Summer Splashdown

Get your feet wet in these undiscovered playgrounds

Jul 1, 2002
Outside Magazine

Isle Bonaventure Gaspe in Quebec

With more than 169 million acres of protected land, 12 times the coastline of the United States, and about two million lakes, Canada's park system is one of the biggest and wettest on the planet. Despite its largesse, our good neighbor's national and provincial park system is still growing. Here are a few of our favorite recent additions.

By late 2002 (barring any bureaucratic snafus), British Columbia will be home to 14,579-acre Gulf Islands National Park, which will gather several existing parks under one umbrella, increasing the protected area by about 50 percent. To experience this surprisingly Mediterranean climate, gather seven friends and charter a stately 46-foot yacht for a week of swimming with harbor seals, diving in search of rare six-gill sharks, and sailing among the 14 scabrous islands.
OUTFITTER: Cooper Boating (888-999-6419;
PRICE: weekly charter for eight costs $3,100, crew not included.
The new Stikine River Provincial Park in northwestern British Columbia combines with Mount Edziza and Spatsizi Plateau Wilderness Provincial Parks to form a 2.7-million-acre paddling extravaganza. One 12-day trip starts in Smithers, where you take a seaplane to Happy Lake in Spatsizi. Then canoe west for five days along the upper Stikine toward a hot meal and warm bed in your own small log cabin at Laslui Lake Lodge. From there return to the river for seven days of whitewater canoeing.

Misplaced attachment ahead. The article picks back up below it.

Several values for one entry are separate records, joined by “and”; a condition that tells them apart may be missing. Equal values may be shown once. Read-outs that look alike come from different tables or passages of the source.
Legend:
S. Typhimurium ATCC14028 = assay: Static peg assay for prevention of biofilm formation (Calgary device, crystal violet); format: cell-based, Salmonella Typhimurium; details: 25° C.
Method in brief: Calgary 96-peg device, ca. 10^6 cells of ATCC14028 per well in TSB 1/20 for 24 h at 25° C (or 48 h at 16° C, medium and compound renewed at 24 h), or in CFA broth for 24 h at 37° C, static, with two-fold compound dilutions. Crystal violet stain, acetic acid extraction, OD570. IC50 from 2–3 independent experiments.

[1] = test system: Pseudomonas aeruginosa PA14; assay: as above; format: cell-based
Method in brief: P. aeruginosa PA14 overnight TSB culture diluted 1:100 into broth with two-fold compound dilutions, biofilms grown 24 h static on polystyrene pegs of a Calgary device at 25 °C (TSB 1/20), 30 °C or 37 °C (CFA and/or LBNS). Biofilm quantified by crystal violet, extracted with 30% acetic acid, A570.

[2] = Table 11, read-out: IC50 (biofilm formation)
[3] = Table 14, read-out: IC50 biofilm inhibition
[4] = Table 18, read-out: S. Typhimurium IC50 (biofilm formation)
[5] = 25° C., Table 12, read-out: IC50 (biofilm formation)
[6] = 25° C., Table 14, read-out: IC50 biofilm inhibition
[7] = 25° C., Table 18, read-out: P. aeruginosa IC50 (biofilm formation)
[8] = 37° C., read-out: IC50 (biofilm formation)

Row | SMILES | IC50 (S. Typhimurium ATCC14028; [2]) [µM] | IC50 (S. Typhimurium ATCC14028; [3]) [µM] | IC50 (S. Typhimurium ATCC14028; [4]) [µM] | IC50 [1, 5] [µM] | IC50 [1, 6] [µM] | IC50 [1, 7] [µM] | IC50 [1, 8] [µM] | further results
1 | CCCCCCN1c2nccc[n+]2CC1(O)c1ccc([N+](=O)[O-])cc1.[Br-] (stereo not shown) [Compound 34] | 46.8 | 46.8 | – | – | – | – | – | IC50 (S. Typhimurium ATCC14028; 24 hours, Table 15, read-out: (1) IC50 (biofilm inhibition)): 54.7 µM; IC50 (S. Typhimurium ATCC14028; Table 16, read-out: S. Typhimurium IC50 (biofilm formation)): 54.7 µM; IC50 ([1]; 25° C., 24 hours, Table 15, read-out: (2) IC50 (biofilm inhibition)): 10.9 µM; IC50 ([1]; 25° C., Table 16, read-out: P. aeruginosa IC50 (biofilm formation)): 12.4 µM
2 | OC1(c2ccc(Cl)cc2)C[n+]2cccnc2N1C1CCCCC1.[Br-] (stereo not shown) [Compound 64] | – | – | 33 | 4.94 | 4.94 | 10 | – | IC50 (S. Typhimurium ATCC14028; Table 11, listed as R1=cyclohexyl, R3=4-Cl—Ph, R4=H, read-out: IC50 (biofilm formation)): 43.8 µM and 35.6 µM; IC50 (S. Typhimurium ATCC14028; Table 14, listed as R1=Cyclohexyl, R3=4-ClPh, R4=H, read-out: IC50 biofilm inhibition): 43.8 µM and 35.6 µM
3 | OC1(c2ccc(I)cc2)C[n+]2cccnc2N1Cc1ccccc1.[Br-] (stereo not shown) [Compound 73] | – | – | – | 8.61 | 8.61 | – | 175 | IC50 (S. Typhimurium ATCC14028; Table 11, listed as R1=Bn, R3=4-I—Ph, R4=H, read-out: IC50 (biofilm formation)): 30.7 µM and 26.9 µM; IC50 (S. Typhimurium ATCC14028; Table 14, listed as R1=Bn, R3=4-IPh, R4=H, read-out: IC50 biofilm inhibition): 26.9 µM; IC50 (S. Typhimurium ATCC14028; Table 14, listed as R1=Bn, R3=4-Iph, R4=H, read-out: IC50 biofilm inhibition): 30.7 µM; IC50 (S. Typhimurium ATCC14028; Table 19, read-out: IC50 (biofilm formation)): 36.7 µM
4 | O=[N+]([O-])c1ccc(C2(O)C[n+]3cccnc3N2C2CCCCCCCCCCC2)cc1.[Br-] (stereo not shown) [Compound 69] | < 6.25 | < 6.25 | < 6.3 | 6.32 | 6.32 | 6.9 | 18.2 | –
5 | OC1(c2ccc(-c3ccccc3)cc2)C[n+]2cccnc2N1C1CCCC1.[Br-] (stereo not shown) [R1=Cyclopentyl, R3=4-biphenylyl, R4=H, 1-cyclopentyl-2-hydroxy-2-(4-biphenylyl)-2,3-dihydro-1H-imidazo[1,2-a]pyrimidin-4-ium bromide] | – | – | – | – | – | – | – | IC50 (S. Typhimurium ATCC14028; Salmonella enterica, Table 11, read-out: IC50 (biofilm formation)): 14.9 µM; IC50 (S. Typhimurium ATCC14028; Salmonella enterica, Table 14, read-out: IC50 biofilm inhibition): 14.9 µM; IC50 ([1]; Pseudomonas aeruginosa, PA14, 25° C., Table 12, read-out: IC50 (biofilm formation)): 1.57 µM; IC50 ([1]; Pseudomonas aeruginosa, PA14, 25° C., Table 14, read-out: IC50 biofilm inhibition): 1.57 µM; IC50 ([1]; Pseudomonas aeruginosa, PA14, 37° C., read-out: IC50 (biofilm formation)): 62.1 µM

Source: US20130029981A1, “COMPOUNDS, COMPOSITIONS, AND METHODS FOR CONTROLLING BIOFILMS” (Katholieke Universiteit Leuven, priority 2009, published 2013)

OUTFITTER: Spatsizi Wilderness Vacations (866-847-9692;
PRICE: $1,800 per person.

It's three times the size of Texas but has fewer people than Northampton, Massachusetts. Auyuittuq (say "I-you-we-took") and Quttinirpaaq (just say it fast) were both raised to national park status in April 1999 when Nunavut became Canada's third territory. The two parks, totaling 14 million acres, offer mountain and tundra hiking across roaring glacial streams. Nunavut will soon add five or six more territorial parks, not to mention an additional 4.7-million-acre national park, Wager Bay, north of Hudson Bay, where polar sea kayaking is the sport of choice. The 5.4-million-acre Sirmilik National Park, on the northern tip of Baffin Island, certainly falls into the "untouched" category, and is another spot to sea kayak through deep fjords, then stretch your legs hiking and exploring hidden lakes.
OUTFITTER: Polar Sea Adventures (867-899-8870;
PRICE: $1,775 per person.

Not to be outdone by its backwoods brothers, Ontario will add 61 new provincial parks this year. The Great Lakes Heritage Coast will stretch across 1,800 miles of Lake Superior and Lake Huron coastline, protecting 2.7 million acres from Thunder Bay to Port Severn. Sea kayak the remotest stretch, a 118-mile, 14-day paddle from Hattie Cove to Michipicoten Bay. En route, hike up to the base of 100-foot Dennison Falls, a favorite hideaway of Canadian paddling legend Bill Mason.
OUTFITTER: Naturally Superior Adventures (800-203-9092;
PRICE: $1,200 per person.

Quebec has bolstered its already bountiful outdoor cachet by adding three new parks in two years: Parc National des Hautes-Gorges-de-la-Rivière-Malbaie, Parc National de Plaisance, and the 141,344-acre Parc National d'Anticosti, at the mouth of the Saint Lawrence River. Sea kayak along 300-foot limestone cliffs on the northern shore of Anticosti Island, and look for blue, fin, humpback, and minke whales. All park activities are run by Sépaq, the province's government parks division.
OUTFITTER: Sépaq (800-665-6527;
PRICE: $1,000 per person.
—Ryan Brandt and Dan Strumpf